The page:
The Victorian Government announced new targets for renewable energy of 25 per cent by 2020 and 40 per cent by 2025 in June, a major boost for the renewable energy sector which will drive investment and jobs to the state.
The targets will be met by using an auction scheme which will aim to stimulate an additional 1500 megawatts of renewable energy generation in Victoria over the next three years, according to the design outlined in the government's consultation paper.
The Clean Energy Council strongly supported the proposal, which will build on the success of the renewable energy auctions pioneered by the ACT Government. The Clean Energy Council called on the government to proceed without delay in a submission, and to run multiple auctions in 2017 that would include technology-neutral and solar-specific tranches.
South Australian electricity market turmoil
During July, a major wholesale electricity price spike in South Australia made national news with some commentators pointing the finger at the state’s high renewable energy penetration. In actual fact the spike was due to a culmination of factors including limited interconnection to other states due to maintenance on the transmission grid, recent closure of old, uneconomic coal plants and a spike in gas prices. The Clean Energy Council released a report, 'The rise of renewables in South Australia: Current state of play' to explain some of the factors affecting recent trends including power prices, reliability and system security.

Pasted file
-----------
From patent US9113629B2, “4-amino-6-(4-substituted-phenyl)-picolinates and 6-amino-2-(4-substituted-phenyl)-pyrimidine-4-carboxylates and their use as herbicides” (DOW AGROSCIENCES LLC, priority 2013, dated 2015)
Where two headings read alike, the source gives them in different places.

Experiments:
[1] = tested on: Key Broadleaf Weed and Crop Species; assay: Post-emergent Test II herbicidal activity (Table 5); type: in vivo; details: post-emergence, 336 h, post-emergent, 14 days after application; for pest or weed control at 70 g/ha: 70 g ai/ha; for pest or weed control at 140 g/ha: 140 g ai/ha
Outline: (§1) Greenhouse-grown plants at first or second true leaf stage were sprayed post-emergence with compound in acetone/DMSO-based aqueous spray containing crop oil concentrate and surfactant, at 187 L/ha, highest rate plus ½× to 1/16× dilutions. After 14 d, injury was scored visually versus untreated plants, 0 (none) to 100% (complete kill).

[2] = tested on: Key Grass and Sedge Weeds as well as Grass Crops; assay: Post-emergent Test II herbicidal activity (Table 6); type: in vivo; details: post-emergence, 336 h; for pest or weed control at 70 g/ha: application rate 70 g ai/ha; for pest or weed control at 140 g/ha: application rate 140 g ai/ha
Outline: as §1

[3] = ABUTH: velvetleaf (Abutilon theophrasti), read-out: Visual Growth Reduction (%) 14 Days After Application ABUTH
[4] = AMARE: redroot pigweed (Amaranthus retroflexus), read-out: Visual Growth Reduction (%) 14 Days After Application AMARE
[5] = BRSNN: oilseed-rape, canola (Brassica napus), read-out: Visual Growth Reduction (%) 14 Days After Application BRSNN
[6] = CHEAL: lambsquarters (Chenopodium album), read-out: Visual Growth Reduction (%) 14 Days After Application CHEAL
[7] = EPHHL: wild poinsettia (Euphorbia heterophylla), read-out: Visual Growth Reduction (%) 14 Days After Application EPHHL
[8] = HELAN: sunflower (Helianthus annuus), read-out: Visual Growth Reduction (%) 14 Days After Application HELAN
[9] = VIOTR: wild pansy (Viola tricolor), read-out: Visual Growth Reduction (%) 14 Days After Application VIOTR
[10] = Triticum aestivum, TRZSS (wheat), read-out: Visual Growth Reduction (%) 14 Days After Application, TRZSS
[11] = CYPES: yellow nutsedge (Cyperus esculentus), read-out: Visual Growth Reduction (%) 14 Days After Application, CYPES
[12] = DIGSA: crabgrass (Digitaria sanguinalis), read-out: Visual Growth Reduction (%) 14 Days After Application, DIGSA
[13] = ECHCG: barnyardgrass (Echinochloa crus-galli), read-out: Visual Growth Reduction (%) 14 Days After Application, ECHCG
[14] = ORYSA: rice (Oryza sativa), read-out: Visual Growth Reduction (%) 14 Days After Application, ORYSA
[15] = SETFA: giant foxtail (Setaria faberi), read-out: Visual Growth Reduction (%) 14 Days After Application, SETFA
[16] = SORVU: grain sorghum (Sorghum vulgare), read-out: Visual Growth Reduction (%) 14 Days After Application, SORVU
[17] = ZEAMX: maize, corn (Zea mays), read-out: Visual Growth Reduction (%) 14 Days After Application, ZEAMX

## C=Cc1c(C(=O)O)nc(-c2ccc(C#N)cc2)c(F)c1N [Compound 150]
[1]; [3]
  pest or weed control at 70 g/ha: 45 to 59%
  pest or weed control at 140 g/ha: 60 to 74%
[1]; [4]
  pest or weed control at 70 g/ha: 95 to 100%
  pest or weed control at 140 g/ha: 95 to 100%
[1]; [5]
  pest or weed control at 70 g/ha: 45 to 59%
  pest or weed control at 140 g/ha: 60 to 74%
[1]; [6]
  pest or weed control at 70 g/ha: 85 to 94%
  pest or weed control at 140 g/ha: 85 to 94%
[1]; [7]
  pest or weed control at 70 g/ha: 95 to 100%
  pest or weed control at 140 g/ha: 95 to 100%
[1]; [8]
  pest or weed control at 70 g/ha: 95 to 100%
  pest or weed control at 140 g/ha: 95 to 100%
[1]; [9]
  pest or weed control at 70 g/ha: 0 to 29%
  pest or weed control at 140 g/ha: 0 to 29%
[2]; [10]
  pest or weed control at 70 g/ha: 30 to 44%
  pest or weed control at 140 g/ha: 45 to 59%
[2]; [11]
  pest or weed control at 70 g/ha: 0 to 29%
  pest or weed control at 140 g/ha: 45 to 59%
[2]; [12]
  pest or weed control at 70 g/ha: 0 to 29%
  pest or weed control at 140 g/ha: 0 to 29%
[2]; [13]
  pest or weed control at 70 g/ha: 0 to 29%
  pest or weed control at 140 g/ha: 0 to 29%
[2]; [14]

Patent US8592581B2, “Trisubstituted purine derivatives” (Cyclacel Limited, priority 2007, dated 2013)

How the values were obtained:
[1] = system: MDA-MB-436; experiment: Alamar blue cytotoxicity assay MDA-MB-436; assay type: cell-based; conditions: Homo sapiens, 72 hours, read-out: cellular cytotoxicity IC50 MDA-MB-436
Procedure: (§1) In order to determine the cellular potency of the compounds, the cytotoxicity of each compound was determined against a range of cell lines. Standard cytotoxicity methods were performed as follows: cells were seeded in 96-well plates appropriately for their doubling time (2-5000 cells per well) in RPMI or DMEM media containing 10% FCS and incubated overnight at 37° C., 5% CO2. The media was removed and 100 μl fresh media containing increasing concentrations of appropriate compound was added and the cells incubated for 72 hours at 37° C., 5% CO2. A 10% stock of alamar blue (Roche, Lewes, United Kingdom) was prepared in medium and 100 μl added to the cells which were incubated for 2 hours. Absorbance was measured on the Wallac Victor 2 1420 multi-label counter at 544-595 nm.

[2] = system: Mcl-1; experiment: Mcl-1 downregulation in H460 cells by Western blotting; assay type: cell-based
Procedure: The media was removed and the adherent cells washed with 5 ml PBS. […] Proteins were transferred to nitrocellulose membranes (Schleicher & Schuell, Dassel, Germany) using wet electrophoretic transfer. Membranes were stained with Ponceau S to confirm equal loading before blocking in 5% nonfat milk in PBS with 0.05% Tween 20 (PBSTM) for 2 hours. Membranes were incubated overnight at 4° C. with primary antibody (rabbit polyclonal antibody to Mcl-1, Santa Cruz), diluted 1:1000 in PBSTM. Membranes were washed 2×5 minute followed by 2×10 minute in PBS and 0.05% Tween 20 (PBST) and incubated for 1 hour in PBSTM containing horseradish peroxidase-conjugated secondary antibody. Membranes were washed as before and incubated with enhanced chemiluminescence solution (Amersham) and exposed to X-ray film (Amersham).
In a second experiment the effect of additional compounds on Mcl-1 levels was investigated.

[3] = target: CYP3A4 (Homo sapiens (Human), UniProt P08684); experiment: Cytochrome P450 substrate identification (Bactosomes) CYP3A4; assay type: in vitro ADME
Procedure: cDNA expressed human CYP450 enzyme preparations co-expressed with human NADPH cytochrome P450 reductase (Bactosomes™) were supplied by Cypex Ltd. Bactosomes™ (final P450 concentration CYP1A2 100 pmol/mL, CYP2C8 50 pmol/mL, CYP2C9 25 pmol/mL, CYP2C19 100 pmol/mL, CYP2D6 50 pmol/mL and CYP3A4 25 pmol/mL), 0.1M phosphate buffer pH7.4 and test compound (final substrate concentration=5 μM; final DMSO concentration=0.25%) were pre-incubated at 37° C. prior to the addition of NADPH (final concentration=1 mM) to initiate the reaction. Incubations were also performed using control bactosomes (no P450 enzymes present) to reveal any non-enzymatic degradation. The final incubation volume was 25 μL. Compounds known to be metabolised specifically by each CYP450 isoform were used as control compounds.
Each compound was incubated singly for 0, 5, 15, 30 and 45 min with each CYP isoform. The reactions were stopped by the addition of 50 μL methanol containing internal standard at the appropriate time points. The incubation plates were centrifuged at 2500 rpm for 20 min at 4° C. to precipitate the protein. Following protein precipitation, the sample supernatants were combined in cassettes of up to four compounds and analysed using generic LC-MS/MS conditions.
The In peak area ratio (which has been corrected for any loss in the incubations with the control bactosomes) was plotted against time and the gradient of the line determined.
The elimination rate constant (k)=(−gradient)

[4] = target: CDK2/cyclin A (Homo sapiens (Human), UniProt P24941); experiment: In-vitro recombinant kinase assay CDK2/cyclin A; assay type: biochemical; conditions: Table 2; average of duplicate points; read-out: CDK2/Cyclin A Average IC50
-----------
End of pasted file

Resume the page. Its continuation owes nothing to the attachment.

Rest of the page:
While we've been calling for several years for a more strategic approach to energy market reform, recent events in South Australia have ratcheted the issue into national media headlines – some of which haven't exactly told the whole truth. We hope this report will go some way to getting the agenda back on track and creating meaningful systemic reform to ensure Australia has a 21st century energy system in place.
NSW Government’s new wind farm planning framework
The NSW Government announced a new draft wind farm planning framework on 1 August which is on public exhibition until 16 September.
The framework, when finalised, will replace the current draft guideline which has remained in draft form since December 2011. The new framework has a few big positives, including reduced assessment timeframes, more consistency between wind farms and other types of infrastructure, and the adoption of a standard noise guideline. However it also puts undue emphasis on visual impacts on neighbours and our submission suggests shifting the emphasis back to the broader public good of the wind industry.
The Clean Energy Council’s submission is available at http://www.cleanenergycouncil.org.au/policy-advocacy/submissions.html
All-Energy Australia in partnership with the Clean Energy Council
Australia’s largest clean energy event, All-Energy Australia, is coming up from 4-5 October in Melbourne.
The event will include a huge exhibition hall, a Women in Renewables Lunch and sessions on everything from community energy, to smart grids, to new technology, and of course wind.
The event is free to attend. Visit www.all-energy.com.au for more details or to register.